Those were the days when the only music available was on records and we had to piece together songs on cassettes in order to perform to it. Eddie had the great idea to put an entire show on a record. He named each song and briefly described it to and there was a lot of information on the record jackets. We all used his music.  The dancers learned from him and I continue to learn from him now. When I left the interview, he pressed into my arms a carefully wrapped picnic. He said, “Artemis, Habiba, tonight after your show, you’re gonna be hungry on that long train ride back to DC.” Late that night, while I ate my picnic on the train, I felt blessed to know him. 

Part II: Through the Eyes of a new dancer (2001)
by Christy Guenther

As one of Artemis’ “baby dancers” and a music teacher myself, I feel privileged to have the chance to write about a man who has such a deep love of music and a real affection for the women who dance to it!  Eddie has taken the rhythms that so many of us find difficult to grasp at first, and he has made them more accessible. I will never forget the day that Artemis used one of Eddie’s rumbas for our class’s warm-up. I had heard rumbas before because my mother used to compete in the Latin dances, but I had never experienced any with such a haunting melody.

The clarinet soared around and through me and right then, I felt something “click.” For just a moment, I was no longer an uncoordinated beginner. I had a glimpse of what it was to “feel” the music, without thinking about which arm was supposed to be raised or which direction the figure 8’s were supposed to go. It was a gift!

imagined that this was what the “good dancers” felt when they danced. This was what it felt like to “get it.” As soon as the moment came, I thought too much about it, and it was gone. I realized that I was again doing everything exactly backwards. But still, it had happened! I laughed and asked Artemis what she was playing. “It’s Eddie Kochak – a rumba,” she said. “It’s a shame that people aren’t putting out as many rumbas as they used to.”   

Eddie shares the cover with Hakki Obadia

So it was Eddie Kochak who had helped me reach that temporary state of grace and I was to learn that there was something unique about his music. So that evening after class, I bought his cassettes from her. I went home and discovered that the rumba was only one of many gems he had recorded! Every song seemed to have a life of its own. Each was its own tiny world and upon entering it, I found I had to dance. Eddie’s songs would never be “background music” for me! They held me and moved me and I was happy.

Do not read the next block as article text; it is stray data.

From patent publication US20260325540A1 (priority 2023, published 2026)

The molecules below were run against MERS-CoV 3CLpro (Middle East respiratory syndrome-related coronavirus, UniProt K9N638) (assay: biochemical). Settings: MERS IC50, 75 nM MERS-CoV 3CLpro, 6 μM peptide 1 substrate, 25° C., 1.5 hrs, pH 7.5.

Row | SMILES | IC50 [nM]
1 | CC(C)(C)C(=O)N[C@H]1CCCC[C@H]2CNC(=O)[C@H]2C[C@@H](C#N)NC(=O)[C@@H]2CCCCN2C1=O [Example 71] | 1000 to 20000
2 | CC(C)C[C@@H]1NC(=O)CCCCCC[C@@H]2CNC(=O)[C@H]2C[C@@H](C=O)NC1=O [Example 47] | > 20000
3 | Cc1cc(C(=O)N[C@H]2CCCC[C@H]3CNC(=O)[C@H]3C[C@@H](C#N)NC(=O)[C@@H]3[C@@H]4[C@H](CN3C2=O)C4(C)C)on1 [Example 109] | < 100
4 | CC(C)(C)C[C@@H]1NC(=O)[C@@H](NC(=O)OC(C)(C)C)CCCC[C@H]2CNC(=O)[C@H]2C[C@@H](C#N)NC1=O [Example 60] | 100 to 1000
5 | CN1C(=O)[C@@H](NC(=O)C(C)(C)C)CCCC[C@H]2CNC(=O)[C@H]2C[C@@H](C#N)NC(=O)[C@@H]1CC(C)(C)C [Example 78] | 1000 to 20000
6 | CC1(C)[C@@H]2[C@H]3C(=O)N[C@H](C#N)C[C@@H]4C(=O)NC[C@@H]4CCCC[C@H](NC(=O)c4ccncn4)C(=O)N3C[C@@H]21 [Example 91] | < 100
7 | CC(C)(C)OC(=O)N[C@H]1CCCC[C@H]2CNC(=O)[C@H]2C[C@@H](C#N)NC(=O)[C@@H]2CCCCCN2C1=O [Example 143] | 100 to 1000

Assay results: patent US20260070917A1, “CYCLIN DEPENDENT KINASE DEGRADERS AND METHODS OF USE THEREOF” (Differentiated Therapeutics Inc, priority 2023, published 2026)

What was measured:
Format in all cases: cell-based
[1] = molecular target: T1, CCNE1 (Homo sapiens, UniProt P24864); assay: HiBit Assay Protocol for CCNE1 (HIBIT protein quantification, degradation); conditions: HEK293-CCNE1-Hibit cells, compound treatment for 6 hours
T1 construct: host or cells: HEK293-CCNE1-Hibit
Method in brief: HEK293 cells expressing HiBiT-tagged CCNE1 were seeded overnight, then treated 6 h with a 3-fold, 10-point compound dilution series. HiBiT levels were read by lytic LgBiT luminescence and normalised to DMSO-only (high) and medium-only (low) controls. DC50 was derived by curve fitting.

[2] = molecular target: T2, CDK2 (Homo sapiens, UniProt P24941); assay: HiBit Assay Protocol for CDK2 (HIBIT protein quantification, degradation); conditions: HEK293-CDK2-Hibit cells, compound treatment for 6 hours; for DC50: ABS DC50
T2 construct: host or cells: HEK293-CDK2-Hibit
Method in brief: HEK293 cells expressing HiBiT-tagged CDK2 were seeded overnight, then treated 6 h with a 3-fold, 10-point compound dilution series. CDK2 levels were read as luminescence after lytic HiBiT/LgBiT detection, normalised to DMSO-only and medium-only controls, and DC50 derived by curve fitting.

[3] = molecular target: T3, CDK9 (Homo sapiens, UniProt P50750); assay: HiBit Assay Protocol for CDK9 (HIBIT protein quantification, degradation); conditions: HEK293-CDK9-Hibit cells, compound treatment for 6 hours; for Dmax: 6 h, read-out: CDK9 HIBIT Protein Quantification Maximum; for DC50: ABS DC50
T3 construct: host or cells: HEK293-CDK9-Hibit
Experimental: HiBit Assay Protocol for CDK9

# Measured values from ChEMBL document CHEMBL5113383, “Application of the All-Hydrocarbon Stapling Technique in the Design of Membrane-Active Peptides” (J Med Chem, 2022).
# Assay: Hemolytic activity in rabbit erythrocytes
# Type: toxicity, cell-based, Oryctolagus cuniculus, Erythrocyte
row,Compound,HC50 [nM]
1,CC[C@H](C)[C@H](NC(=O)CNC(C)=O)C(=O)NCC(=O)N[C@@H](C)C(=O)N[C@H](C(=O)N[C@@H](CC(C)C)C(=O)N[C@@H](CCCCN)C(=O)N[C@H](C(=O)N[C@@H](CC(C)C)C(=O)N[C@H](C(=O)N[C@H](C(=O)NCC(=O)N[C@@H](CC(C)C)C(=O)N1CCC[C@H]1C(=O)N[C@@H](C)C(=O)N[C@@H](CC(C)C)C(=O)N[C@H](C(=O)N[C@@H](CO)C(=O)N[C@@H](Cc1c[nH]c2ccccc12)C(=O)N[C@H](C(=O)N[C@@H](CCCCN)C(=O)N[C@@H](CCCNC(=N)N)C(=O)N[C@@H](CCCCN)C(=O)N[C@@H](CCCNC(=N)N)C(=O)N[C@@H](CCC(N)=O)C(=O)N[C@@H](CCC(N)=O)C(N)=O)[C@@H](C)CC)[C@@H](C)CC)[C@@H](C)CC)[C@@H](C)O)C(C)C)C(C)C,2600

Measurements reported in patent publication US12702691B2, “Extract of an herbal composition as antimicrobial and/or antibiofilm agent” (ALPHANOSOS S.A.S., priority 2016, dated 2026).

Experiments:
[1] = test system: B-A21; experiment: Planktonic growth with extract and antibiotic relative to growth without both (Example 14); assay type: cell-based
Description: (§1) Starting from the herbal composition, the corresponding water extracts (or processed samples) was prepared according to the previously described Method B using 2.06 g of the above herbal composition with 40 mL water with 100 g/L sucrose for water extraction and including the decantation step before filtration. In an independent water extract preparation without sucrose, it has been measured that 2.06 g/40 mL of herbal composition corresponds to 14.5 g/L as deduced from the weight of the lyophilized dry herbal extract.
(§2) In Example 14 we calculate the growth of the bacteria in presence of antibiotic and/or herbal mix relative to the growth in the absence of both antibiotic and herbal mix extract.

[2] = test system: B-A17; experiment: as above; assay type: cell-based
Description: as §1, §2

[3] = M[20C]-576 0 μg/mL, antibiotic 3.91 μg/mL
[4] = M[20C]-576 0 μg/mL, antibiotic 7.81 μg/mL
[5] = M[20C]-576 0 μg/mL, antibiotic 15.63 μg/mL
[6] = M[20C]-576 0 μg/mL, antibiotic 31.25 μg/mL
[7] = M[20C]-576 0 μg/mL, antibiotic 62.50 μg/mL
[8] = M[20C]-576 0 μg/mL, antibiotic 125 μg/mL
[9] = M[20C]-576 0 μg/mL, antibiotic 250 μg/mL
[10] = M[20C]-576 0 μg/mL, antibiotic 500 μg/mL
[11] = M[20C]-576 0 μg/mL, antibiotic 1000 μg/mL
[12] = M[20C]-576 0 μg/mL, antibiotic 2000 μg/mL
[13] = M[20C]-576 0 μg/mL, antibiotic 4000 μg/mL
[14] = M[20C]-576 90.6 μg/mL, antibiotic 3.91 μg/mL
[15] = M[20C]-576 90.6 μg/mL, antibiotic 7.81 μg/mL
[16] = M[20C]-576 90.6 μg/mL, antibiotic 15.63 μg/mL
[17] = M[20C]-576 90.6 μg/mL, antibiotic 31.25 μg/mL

And in the months that followed, I saw myself beginning to move in a way that pleased me. There were times when I look in the mirror, and I saw a woman dancing with freedom and joy. In those moments I forget everything else. And most often, those occasions of grace came to me while dancing to the music of Eddie the Sheik. For that, I owe him a debt of gratitude!

What is the best way to speak to a woman’s heart?  History tells us that it depends on who she is. Solomon gave his courageous and intellectual Queen of Sheba his ideas, and then immortalized their passion in his beautiful song. The lover in O. Henry’s famous short story sells his pocket watch to buy a comb for his wife’s long, lustrous hair.  And in the movie “Phenomenon,” the main character falls in love with a woman who makes chairs. Of course, he buys every one!  But what if the women you admire are dancers -- if their heartbeats have somehow become entwined with the passionate rhythms of beledi, karsilama and ciftetelli?  How do you show your love for these women? Well, if you are Eddie Kochak, you communicate the rhythms. 

Part III:Interview with Eddie in 2001
by Artemis and Christy

Eddie was born in Brooklyn of Syrian parents. He has a deep love of the rhythms he grew up hearing. This is second only to his honest affection for the women who dance to them, including his mother and sister. He says, “We had a happy, happy family with music and dance and fun. Most of the time was spent in the house, always entertaining. My mother and sister used to sing and dance around the house. Whenever we had relatives and friends over, we always had a ball, a party.  And if there wasn’t a party, they would create one (he laughs) and have a good time! I think I take a lot after my mother, who was talented with singing and dancing. I am happy for all these little house parties we had. Just a happy home, thank God!”

Speaking of his early experiences with percussion instruments, he laughs! “Well, they would be having these parties, and the records would be playing, and they would be dancing and singing, and they would give me one of my mother’s pots or pans to beat on.

Well, I was breaking too many pots and pans. My mother’s pots and pans were getting scarce! And they all saw that I had the feeling in me, that I was gifted with music and tempos. So my sister went out on my birthday and bought me a dumbek. I was about twelve years old.” 

Eddie became a professional musician specializing in Middle Eastern music. He was in the Special Services Division of the Army and in this capacity he entertained American troops in the Italian, Greek, and Egyptian theatres of war during World War II. He did it all - as a vocalist, a comic and an emcee. He balanced this with a performance career back home, since his immediate success in these overseas arenas led to many offers to perform on both Arabic and American concert stages. As he says, “I entertained, sang, played drums, danced, emceed, did comedy, all of that. I always had my own American band, and we entertained at many parties where people wanted a combination of Arabic and American, Greek and American or Turkish and American music. This is all before the belly dance scene came out.” Eddie also made over 100 recordings in Arabic, Armenian, Greek, Turkish and Israeli music